Citation. Traffix Devices v. Mktg. Displays, 532 U.S. 23, 121 S. Ct. 1255, 149 L. Ed. 2d 164, 58 U.S.P.Q.2D (BNA) 1001, 69 U.S.L.W. 4172, 2001 Cal. Daily Op. Service 2223, 2001 Daily Journal DAR 2796, 2001 Colo. J. C.A.R. 1496, 14 Fla. L. Weekly Fed. S 135 (U.S. Mar. 20, 2001)
Law Students: Don’t know your Studybuddy Pro login? Register here
Brief Fact Summary.
Marketing Displays, Inc. (MDI) (Plaintiff) brought suit against TrafFix Devices, Inc. (Defendant) for trade dress infringement of a dual-spring mechanism designed to allow temporary road signs to remain standing in high gusts of wind.
Synopsis of Rule of Law.
An expired utility patent, determined to serve functional purposes only, is not entitled to trademark protection.
Robert Sarkinsian, an inventor, designed a dual-spring mechanism to attach to temporary road signs (e.g., â€œRoad Work Aheadâ€) so they would not fall over in high gusts of wind. He obtained two utility patents for the design. Marketing Displays, Inc. (MDI) (Plaintiff) obtained the patents and had a successful business manufacturing and selling road signs that utilized the dual-spring design under the name â€œWindMaster.â€ Once the patents expired, TrafFix Devices, Inc. (TrafFix) (Defendant) began selling road signs that incorporated a similar dual-spring mechanism under the name â€œWindBuster.â€ Plaintiff brought suit against Defendant for trade dress infringement. The district court found for TrafFix (Defendant) and the court of appeals reversed. The United States Supreme Court granted certiorari.
Is an expired utility patent, determined to serve functional purposes only, entitled to trademark protection?
(Kennedy, J.) No. An expired utility patent, determined to serve functional purposes only, is not entitled to trademark protection. Under trade dress law, a â€œdesign or packaging of a product may acquire a distinctiveness which serves to identify the product with its manufacturer or source; and a design or package which acquires this secondary meaning, assuming other requisites are met, is a trade dress which may not be used in a manner likely to cause confusion as to the origin, sponsorship, or approval of the goods.â€ Trade dress protection, however, may not prohibit the copying of goods and products, unless an intellectual property right protects those items. In this case, the patent had expired. Where a trade dress patent has expired, the person who seeks to reestablish the patent must show that the feature of the patent in question is not only functional by showing â€œthat it is merely an ornamental, incidental, or arbitrary aspect of the device.â€ The main purpose of the design of the dual-spring is to keep the sign standing upright in heavy winds. This purpose was specifically stated in the patent application. In addition, the design is essential to the use of those specific road signs. Therefore, the design is decidedly functional. Due to its functionality, competitors do not need to significantly alter or hide the dual-spring design. The court of appeals decision is reversed and remanded.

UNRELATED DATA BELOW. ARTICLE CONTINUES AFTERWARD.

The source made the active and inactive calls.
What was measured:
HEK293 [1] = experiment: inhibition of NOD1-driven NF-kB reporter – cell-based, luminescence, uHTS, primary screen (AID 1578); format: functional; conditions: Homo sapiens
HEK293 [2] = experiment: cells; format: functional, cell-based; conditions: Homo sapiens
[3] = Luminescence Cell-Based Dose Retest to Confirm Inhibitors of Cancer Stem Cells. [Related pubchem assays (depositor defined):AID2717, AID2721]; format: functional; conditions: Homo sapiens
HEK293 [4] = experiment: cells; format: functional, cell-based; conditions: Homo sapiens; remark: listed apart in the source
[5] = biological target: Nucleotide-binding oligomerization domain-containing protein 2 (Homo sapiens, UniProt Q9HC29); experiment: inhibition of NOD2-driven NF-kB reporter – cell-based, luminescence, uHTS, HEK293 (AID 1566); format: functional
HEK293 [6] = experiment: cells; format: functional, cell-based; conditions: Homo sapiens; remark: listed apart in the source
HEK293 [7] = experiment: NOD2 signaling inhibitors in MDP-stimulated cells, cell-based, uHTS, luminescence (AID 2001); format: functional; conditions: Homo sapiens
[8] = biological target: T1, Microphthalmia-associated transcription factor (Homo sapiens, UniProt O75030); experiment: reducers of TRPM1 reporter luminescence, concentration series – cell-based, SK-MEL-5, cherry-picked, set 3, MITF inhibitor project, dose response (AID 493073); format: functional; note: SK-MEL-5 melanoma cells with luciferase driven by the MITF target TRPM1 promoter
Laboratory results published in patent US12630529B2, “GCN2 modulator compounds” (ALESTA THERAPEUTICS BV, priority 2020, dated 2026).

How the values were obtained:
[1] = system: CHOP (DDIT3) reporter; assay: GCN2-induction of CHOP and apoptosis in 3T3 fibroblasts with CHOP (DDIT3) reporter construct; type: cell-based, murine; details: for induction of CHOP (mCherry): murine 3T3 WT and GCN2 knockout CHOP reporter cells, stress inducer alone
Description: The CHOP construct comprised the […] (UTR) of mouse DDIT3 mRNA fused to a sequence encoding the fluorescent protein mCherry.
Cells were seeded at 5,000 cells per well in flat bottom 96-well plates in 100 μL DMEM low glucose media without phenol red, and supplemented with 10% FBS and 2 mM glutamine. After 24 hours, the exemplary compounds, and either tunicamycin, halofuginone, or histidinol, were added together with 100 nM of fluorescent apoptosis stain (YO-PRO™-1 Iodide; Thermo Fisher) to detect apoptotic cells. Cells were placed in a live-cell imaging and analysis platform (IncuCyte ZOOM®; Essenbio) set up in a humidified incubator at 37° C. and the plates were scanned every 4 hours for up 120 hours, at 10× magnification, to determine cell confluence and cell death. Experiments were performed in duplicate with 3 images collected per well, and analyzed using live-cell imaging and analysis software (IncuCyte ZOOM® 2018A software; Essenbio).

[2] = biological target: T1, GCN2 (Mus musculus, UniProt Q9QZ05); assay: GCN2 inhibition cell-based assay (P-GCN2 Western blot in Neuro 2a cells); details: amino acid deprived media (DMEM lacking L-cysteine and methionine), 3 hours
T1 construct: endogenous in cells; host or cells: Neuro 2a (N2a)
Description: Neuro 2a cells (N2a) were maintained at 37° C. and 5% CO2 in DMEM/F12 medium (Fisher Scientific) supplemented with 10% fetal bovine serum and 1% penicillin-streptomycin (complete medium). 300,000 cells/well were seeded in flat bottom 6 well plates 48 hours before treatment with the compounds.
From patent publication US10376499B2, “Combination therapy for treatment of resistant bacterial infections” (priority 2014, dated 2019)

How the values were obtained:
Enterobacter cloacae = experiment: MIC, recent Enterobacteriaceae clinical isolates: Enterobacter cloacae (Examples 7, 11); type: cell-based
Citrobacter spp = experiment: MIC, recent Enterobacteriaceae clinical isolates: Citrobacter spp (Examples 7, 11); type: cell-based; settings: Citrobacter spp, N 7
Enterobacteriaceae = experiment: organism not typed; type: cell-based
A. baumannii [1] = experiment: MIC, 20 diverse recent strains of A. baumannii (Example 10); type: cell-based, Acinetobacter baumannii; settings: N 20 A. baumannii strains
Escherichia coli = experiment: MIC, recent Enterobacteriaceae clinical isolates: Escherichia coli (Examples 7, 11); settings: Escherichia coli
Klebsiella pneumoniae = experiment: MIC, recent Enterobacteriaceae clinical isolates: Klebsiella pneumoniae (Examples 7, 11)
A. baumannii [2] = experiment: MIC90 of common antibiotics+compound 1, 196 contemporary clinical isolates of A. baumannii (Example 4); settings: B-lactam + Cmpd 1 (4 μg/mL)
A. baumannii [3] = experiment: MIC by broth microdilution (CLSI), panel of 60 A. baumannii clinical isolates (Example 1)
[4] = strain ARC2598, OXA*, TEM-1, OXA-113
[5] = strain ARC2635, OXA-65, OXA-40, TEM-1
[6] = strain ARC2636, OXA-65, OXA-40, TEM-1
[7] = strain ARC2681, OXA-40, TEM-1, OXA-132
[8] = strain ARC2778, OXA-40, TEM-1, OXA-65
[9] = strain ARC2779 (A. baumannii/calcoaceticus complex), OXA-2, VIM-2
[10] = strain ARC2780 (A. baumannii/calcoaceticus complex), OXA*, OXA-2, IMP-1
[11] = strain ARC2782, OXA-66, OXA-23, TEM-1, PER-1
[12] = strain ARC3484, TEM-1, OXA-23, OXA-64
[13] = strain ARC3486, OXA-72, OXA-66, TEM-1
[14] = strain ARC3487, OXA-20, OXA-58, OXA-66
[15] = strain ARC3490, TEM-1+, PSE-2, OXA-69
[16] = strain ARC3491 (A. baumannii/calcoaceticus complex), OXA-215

The Supreme Court has stated that copying is not always prevented or discouraged in the interest of promoting competition. When competitors are permitted to copy certain products, it promotes competition and can lead to alternations that promote advances in technology or goods.